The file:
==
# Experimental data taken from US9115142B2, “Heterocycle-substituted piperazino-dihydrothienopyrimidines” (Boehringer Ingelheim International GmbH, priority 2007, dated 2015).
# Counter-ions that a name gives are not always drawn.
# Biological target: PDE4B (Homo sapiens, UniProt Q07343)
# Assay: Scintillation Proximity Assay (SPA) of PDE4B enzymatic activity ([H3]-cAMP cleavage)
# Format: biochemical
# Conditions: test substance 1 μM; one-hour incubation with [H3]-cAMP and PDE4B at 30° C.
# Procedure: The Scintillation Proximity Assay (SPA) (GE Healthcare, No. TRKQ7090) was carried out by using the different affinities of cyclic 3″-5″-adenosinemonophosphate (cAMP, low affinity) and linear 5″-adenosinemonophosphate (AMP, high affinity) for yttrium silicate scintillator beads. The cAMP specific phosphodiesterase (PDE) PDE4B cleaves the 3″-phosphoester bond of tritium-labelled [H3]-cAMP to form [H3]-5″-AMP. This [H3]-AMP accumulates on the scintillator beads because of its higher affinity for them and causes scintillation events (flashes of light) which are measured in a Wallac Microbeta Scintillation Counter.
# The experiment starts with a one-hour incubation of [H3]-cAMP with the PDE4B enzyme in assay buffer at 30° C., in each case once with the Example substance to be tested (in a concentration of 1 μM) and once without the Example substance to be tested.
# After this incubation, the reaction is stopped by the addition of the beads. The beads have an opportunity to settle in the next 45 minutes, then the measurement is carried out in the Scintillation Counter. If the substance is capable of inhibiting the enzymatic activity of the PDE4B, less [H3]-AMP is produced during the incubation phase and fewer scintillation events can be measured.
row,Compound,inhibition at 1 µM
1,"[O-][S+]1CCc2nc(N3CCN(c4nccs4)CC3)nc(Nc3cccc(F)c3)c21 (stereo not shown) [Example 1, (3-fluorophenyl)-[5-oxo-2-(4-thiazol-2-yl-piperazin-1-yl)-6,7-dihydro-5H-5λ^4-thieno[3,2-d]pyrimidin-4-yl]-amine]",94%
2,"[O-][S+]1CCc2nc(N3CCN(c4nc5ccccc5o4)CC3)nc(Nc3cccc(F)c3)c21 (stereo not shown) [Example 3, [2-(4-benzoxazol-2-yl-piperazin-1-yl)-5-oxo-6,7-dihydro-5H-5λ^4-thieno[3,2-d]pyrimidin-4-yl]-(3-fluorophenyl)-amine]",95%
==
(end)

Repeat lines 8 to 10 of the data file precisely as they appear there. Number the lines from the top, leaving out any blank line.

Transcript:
# The experiment starts with a one-hour incubation of [H3]-cAMP with the PDE4B enzyme in assay buffer at 30° C., in each case once with the Example substance to be tested (in a concentration of 1 μM) and once without the Example substance to be tested.
# After this incubation, the reaction is stopped by the addition of the beads. The beads have an opportunity to settle in the next 45 minutes, then the measurement is carried out in the Scintillation Counter. If the substance is capable of inhibiting the enzymatic activity of the PDE4B, less [H3]-AMP is produced during the incubation phase and fewer scintillation events can be measured.
row,Compound,inhibition at 1 µM